Scores

Final

Stanford 20

(1-9, 1-6 Pac-12)

Washington 3

(4-7, 2-6 Pac-12)

3:30 PM ET, November 11, 2006

Husky Stadium, Seattle, WA

1 2 3 4 T
STAN 0 3 7 1020
WASH 0 3 0 03

Top Performers

Passing: T. Ostrander (STAN) - 206 YDS, 1 TD

Rushing: A. Kimble (STAN) - 11 CAR, 35 YDS

Receiving: R. Sherman (STAN) - 6 REC, 177 YDS, 1 TD

Stanford shocks Washington for first win of the season

SEATTLE (AP) -- The pressure grew, every day someone new asking Stanford's players if they could avoid becoming a historical footnote as the first Pac-10 Conference team to finish the season 0-12.

Behind a freshman receiver, a stingy defense and big plays lacking all season, the nation's second-longest losing streak ended Saturday.

Bo McNally returned an interception 49 yards for one score and freshman Richard Sherman took a screen pass 74 yards early in the fourth quarter for Stanford's first offensive touchdown in more than a month, capping Stanford's shocking 20-3 win over Washington.

It was Stanford's (1-9 overall, 1-6 Pac-10) first win in 364 days -- since the Nov. 12, 2005, 20-17 win at Oregon State. Stanford's 11-game skid matched the longest in school history -- they lost their final game in 1959 and all 10 in 1960, the school's last winless season.

"I didn't think there was a whole lot of pressure about a winless season before the game, but the way I feel now it's awesome to have that '1' on the board," Stanford quarterback T.C. Ostrander said.

Stanford's players cheered on the sidelines the final 20 minutes of play, after McNally's interception return gave the Cardinal a 10-3 lead midway through the third quarter. It was Stanford's first lead since blowing a 20-point advantage in a 35-34 loss to San Jose State on Sept. 9.

Stanford was led by a defense -- ranked 113th in the country -- that limited Washington to just 97 yards the final three quarters and forced three turnovers. Players were pumping their fists and hopping around with the excitement and confidence absent all season.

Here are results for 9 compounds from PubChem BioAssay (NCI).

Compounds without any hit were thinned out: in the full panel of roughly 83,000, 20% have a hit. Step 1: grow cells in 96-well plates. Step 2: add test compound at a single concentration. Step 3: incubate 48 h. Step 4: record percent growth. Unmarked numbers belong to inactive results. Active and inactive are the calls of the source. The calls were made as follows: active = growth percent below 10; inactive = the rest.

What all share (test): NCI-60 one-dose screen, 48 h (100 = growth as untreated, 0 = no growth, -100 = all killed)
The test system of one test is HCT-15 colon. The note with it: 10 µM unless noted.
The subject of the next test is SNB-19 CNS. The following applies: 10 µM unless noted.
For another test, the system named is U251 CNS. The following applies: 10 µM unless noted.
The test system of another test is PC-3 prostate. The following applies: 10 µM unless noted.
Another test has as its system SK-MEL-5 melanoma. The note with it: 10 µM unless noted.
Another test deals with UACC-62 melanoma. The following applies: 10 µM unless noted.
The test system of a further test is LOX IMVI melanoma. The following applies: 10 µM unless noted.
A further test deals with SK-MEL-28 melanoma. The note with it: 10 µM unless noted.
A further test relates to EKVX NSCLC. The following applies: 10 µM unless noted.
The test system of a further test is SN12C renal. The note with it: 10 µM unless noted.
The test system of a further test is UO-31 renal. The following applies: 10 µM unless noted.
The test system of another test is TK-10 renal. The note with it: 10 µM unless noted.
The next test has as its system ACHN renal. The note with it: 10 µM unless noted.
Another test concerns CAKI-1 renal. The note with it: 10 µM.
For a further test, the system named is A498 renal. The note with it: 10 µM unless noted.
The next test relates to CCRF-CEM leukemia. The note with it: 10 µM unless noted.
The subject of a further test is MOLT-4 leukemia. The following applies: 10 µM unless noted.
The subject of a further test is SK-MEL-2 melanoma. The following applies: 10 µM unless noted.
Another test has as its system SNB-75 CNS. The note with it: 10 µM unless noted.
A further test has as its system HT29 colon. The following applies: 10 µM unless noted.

"I think our guys were really into it and I think that has been the hardest thing for our team," Stanford coach Walt Harris said. "We have had so much bad luck with the ball bouncing the other way. Today it bounced our way in more situations than it had the entire season."

The loss ended all bowl hopes for the Huskies (4-6, 2-5), who struggled with dropped passes, poor pass protection and an inability to run the ball against a Cardinal unit giving up nearly 240 yards per game.

Washington gained just 39 yards on 28 carries and finished with 161 total yards.

"We just did nothing on offense," Washington coach Tyrone Willingham said.

The problems?

"Throwing and catching. Blocking and running," Willingham said.

Stanford's defense pressured quarterbacks Carl Bonnell and Johnny DuRocher into a terrible passing day -- the pair completed just 11 of 44 attempts and threw three interceptions.

The Cardinal defense allowed time for their tepid offense to find a rhythm. Ostrander completed 11 of 20 passes for 206 yards. Sherman was his favorite target, catching six passes for a career-high 177 yards.

"Our defense played great," Sherman said. "I'm glad we came through for them finally, scoring some points."

Stanford sealed the victory on the first possession of the fourth quarter. Ostrander threw a wide receiver screen to Sherman, who picked up a key block from receiver Marcus McCutcheon and sprinted untouched in front of the Huskies' bench for Stanford's first offensive score since the fourth quarter of its 31-10 loss to Notre Dame on Oct. 7.

Many of the purple-clad Washington fans started filing out, knowing that Willingham's stated preseason goal of reaching a bowl game was now unobtainable.

Washington lost its sixth straight and looked nothing like the resilient squad that nearly upset USC and took both California and Arizona State to overtime before losing.

"This is the lowest of the lows, probably the most devastating loss because of what was at stake and the magnitude of what was at stake," Washington linebacker Scott White said.

Both Washington quarterbacks were banged up. Bonnell left late in the first quarter with a right thigh bruise, but returned in the third quarter after DuRocher was knocked out with a concussion. DuRocher was 1-for-9 with two interceptions and Bonnell was 10-of-35 for 118 yards and an interception.

On DuRocher's final play, he overthrew tight end Robert Lewis and underthrew receiver Sonny Shackelford, hitting McNally in his chest. The safety then sprinted in front of the Washington sideline and dived the final few yards into the end zone.

"It feels amazing," McNally said. "That was a pretty unbelievable feeling to run over there and see everyone going crazy."

Michael Braunstein kicked a 28-yard field goal for Washington's only points. Aaron Zagory kicked field goals of 29 and 37 yards for the Cardinal.

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